Total SA, the French oil group, has promised to invest an average of $23-billion (U.S.) a year between 2012 and 2014 as it joins industry peers in spending more on exploration and production to replace dwindling reserves.
The company also promised to lift capital spending on exploration projects alone by 20 per cent to $2.5-billion. The increase in investment was started last year after Total's chief executive officer, Christophe de Margerie, decided to take on riskier projects in areas such as eastern Africa.
He said 80 per cent of capital spending would go toward exploration and production. "Never has the search for new energy sources been so essential," Mr. de Margerie said. "We have a strong desire to develop a bolder company."
Royal Dutch Shell PLC and BP PLC, Total's big European rivals, have announced similar spending hikes as the large western oil groups are forced to invest in squeezing more hydrocarbons from existing wells and more demanding drilling programs to discover new sources of oil and gas.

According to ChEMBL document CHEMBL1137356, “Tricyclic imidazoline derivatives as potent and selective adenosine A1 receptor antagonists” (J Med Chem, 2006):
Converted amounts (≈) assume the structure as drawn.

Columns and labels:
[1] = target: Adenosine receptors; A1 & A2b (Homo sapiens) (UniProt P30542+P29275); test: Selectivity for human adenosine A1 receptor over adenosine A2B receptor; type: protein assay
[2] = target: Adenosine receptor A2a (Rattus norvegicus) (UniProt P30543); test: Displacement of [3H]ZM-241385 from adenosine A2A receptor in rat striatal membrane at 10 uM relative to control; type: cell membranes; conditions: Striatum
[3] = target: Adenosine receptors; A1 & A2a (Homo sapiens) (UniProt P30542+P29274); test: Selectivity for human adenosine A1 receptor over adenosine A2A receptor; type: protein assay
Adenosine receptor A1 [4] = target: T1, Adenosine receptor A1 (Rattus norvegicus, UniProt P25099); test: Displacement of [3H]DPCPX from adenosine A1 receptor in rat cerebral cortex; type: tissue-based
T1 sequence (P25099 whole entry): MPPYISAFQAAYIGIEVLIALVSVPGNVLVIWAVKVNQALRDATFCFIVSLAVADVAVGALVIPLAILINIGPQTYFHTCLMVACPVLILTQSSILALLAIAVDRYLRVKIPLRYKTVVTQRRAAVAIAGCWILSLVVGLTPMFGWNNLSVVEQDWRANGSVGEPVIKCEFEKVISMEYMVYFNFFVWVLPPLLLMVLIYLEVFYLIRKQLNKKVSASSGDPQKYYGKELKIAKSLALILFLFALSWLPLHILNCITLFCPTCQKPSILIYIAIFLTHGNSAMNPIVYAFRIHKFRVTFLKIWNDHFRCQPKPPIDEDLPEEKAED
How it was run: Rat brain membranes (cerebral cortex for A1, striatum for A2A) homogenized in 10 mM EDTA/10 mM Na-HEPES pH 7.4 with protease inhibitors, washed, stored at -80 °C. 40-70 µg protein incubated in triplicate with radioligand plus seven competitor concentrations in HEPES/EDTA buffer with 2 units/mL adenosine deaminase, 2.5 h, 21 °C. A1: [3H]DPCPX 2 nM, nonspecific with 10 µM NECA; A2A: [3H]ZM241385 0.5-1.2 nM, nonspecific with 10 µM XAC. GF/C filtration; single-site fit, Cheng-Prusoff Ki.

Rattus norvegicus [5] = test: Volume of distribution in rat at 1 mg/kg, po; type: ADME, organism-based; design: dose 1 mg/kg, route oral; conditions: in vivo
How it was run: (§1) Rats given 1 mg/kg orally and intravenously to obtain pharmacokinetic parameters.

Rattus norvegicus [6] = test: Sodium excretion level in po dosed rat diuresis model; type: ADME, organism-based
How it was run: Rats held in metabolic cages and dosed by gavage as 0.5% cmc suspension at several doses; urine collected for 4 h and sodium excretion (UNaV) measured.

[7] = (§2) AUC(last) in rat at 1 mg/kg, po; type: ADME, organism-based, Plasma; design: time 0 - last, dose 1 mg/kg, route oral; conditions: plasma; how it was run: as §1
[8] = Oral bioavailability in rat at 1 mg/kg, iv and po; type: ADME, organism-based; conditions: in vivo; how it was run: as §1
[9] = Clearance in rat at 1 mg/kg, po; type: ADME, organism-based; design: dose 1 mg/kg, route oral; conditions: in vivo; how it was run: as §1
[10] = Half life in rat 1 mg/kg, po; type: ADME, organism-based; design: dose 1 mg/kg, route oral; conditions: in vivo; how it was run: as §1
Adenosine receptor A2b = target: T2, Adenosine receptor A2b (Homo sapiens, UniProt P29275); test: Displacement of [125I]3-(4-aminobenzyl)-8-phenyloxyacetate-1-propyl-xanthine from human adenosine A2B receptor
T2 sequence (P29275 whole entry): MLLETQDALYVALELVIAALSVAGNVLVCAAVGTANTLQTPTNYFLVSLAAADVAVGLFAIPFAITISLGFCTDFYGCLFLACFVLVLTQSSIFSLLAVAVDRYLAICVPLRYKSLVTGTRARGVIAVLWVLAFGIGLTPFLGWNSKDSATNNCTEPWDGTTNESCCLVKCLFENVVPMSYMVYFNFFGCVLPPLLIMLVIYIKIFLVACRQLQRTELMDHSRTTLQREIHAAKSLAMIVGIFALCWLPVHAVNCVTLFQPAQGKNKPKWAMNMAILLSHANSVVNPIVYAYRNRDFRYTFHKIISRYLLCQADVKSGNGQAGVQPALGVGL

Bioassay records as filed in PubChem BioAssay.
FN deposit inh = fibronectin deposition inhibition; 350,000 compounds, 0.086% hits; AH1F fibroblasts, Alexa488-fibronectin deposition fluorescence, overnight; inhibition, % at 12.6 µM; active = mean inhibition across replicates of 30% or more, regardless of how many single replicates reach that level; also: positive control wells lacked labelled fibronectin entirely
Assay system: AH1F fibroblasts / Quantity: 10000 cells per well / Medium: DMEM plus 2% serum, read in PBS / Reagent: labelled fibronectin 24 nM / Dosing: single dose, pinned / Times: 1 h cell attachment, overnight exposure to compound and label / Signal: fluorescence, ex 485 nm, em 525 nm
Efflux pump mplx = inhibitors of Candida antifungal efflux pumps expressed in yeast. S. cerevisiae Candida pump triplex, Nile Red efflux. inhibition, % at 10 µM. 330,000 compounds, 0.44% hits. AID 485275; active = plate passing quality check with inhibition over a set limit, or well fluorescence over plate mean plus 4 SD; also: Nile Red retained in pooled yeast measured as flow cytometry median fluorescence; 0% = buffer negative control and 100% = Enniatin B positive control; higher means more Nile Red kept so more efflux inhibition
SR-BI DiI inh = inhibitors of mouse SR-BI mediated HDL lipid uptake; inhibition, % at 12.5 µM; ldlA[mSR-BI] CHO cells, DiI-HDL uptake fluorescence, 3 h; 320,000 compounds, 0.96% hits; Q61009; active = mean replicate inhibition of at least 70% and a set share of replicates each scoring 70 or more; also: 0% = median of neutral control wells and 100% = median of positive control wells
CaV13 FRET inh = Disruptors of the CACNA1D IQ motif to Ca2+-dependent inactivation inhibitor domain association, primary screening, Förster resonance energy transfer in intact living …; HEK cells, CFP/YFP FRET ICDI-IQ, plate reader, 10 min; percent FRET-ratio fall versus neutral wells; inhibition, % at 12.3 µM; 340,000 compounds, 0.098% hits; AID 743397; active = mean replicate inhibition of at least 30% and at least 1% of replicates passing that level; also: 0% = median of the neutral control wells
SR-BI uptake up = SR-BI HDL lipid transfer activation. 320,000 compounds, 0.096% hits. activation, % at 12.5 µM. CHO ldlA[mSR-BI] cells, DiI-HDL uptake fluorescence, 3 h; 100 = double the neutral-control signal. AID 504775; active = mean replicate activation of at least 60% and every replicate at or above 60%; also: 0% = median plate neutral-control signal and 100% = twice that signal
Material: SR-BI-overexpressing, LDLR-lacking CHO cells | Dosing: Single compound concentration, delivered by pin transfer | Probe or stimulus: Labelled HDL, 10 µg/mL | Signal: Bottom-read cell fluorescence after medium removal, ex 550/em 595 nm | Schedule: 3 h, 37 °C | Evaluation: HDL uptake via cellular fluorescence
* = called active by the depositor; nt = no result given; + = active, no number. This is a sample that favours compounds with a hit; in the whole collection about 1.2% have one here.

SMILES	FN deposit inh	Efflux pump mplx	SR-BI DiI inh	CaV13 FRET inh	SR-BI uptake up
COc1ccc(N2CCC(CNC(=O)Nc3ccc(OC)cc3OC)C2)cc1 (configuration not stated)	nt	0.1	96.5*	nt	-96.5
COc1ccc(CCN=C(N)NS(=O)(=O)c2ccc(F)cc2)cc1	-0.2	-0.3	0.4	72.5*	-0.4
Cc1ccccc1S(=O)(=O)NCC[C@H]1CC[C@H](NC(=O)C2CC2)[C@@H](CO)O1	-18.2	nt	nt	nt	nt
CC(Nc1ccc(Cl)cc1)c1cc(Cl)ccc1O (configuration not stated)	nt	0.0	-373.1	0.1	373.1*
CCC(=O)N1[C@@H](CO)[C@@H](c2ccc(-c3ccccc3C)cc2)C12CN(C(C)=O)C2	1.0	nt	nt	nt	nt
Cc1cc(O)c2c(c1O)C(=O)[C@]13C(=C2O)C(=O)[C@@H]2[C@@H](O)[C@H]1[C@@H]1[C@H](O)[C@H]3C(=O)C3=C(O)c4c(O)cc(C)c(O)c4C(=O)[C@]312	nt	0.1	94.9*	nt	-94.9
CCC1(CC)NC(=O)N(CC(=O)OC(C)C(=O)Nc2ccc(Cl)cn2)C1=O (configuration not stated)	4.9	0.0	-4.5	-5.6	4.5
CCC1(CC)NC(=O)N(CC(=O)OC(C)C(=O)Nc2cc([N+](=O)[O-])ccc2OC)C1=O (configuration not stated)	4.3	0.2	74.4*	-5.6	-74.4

The disclosure of the capital spending plans came as Total reported a 7-per-cent increase in profit in the fourth quarter to €2.7-billion ($3.6-billion) because of the strength of high oil prices and in spite of weak refining markets and flat production.
This compared with an 18-per-cent increase at Shell and 14 per cent at BP. Total's profit for 2011 rose 11 per cent to €11.4-billion, or 17 per cent in dollar terms to $15.9-billion.
Like its rivals, Total also reported a slight decline in returns on capital for its exploration and production business, to 20 per cent from 21 per cent, as it has to spend more to secure supplies.
Production of 2.38 million barrels of oil equivalent a day in the fourth quarter was roughly equivalent to last year, as the impact from the conflict in Libya helped to offset a 4-per-cent increase from new projects and acquisitions.
Total said it expected production to increase by an average of 2.5 per cent a year between now and 2015, depending on the continuing availability of oil and gas from Syria and Libya.
The production increase should be between 2 and 3 per cent in 2012, as new projects in Angola, Nigeria and Thailand make a contribution. The company said it had managed to replace 185 per cent of the oil and gas that it pumped last year because of the contribution from new fields.
Mr. de Margerie said he was also looking at investing in the Kurdish semi-autonomous region in northern Iraq.